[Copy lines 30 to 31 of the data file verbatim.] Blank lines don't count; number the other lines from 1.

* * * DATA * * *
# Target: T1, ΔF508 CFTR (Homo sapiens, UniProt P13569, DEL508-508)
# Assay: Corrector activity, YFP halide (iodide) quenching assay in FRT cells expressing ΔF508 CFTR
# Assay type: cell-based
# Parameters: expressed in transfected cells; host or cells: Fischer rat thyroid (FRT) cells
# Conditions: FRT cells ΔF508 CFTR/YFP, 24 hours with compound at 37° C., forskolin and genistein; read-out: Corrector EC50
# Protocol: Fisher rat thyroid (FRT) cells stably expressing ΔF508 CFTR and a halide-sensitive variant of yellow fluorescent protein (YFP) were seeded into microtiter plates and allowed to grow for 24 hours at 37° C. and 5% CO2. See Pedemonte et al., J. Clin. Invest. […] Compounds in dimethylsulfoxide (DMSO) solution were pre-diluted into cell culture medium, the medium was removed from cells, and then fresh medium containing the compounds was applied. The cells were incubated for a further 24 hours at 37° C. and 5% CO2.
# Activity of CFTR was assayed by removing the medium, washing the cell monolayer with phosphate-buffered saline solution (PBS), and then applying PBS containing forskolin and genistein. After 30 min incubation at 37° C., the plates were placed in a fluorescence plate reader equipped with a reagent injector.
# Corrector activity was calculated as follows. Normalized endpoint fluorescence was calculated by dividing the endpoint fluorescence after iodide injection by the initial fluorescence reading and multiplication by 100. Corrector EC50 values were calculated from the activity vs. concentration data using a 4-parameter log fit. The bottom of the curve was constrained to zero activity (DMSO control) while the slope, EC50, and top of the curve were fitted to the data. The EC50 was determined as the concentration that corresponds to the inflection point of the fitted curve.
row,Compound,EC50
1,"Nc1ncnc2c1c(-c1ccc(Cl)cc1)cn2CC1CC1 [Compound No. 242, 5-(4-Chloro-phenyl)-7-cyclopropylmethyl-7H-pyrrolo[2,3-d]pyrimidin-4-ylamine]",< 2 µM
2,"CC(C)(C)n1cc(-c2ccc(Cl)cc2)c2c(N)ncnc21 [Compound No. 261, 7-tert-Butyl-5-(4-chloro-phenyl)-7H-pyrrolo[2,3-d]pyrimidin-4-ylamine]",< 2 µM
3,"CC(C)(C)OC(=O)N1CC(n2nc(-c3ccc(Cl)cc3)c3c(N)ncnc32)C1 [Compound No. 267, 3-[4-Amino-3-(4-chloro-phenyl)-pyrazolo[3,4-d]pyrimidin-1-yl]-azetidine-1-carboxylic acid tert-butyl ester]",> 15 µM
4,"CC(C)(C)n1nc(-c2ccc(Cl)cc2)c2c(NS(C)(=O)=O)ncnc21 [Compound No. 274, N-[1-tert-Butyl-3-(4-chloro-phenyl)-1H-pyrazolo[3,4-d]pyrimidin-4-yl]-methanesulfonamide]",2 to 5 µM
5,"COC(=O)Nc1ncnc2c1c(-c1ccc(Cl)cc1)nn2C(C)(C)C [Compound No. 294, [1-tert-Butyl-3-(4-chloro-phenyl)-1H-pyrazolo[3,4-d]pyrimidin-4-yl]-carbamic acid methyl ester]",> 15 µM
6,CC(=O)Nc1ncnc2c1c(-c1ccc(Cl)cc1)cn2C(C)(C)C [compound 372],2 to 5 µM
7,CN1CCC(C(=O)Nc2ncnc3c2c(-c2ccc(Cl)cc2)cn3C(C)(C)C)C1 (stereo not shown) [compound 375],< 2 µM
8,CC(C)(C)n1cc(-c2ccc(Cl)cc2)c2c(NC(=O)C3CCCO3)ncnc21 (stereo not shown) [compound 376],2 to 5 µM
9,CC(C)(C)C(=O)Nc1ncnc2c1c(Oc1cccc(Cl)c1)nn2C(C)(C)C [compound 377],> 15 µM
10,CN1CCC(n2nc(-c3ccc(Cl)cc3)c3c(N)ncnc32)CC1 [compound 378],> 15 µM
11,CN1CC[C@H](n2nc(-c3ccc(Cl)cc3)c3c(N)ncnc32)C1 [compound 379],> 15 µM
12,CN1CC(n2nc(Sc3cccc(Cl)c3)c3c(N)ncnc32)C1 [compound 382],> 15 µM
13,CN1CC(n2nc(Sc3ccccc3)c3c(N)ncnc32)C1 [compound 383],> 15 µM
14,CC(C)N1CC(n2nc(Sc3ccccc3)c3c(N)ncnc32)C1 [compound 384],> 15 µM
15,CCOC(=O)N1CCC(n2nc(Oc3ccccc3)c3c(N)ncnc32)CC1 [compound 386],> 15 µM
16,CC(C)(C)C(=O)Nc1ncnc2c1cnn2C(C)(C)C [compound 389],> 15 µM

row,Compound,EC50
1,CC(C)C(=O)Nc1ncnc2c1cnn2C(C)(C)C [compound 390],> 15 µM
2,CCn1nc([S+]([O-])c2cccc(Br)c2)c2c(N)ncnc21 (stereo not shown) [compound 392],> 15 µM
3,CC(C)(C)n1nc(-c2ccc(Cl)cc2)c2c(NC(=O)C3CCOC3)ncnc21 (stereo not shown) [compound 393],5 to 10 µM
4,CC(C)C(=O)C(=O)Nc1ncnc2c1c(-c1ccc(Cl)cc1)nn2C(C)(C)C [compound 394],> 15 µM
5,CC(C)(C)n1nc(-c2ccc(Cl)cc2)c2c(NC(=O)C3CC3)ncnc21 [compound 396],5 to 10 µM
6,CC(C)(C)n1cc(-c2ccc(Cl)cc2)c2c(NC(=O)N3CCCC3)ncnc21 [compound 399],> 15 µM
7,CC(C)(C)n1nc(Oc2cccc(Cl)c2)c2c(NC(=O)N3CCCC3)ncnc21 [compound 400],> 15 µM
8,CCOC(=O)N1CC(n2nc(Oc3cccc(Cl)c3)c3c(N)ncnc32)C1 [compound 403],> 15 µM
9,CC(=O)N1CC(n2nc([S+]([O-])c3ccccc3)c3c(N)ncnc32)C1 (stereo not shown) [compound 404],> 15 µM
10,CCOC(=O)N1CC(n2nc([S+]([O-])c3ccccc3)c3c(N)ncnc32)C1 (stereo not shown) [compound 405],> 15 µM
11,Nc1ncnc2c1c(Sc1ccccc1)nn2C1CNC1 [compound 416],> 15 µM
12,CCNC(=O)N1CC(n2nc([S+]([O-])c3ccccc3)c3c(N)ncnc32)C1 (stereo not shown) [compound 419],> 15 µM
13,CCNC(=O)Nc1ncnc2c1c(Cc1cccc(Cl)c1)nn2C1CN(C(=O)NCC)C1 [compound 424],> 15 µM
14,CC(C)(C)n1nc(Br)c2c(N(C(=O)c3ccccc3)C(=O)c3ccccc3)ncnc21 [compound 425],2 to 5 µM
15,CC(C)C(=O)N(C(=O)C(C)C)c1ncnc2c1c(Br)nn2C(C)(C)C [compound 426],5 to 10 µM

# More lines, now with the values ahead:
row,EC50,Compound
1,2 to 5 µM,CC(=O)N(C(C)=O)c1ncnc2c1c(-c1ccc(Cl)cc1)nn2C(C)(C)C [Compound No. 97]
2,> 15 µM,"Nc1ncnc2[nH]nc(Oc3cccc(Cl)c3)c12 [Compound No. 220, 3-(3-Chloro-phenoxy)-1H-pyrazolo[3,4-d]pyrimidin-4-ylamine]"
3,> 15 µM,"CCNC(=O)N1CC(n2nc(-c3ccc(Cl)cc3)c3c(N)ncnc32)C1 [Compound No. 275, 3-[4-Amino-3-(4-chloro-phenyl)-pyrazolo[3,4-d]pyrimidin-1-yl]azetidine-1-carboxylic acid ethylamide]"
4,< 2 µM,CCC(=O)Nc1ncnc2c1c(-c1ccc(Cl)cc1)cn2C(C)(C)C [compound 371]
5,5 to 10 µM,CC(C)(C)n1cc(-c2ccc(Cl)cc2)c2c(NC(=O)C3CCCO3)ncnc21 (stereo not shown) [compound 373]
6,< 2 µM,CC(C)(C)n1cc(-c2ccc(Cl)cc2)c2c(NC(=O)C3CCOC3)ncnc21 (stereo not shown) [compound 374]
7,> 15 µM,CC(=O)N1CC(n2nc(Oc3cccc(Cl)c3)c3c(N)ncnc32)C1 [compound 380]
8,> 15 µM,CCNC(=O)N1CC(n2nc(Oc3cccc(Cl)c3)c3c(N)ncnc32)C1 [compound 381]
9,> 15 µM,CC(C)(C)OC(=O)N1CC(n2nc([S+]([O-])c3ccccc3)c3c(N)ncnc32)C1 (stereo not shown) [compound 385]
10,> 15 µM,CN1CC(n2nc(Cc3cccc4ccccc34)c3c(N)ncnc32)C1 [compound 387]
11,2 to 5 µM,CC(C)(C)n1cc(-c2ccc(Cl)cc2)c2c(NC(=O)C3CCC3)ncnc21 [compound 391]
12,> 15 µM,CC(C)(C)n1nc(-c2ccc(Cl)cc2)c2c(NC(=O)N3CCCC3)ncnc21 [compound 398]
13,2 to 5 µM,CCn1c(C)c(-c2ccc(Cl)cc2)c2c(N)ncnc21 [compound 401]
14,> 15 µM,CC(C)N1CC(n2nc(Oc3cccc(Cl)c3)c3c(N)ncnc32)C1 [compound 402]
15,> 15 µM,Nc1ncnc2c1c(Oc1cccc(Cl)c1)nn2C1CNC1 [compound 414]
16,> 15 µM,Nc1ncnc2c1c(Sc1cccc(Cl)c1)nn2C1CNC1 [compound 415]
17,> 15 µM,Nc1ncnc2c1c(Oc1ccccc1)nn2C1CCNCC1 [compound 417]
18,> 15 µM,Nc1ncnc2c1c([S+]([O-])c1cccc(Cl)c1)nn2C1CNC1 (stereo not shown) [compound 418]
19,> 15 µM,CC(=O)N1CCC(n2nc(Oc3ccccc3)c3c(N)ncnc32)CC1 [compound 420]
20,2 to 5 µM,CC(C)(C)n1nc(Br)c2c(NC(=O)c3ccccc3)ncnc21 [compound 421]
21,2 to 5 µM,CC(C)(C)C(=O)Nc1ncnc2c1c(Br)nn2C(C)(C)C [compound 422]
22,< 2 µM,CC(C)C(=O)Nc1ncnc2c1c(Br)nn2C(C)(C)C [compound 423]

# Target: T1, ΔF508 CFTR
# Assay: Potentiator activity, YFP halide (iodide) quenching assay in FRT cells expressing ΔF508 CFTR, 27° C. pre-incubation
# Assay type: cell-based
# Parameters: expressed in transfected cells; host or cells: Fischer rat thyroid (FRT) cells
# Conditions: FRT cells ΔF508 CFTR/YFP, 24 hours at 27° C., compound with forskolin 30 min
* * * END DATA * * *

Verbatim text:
4,CC(C)C(=O)C(=O)Nc1ncnc2c1c(-c1ccc(Cl)cc1)nn2C(C)(C)C [compound 394],> 15 µM
5,CC(C)(C)n1nc(-c2ccc(Cl)cc2)c2c(NC(=O)C3CC3)ncnc21 [compound 396],5 to 10 µM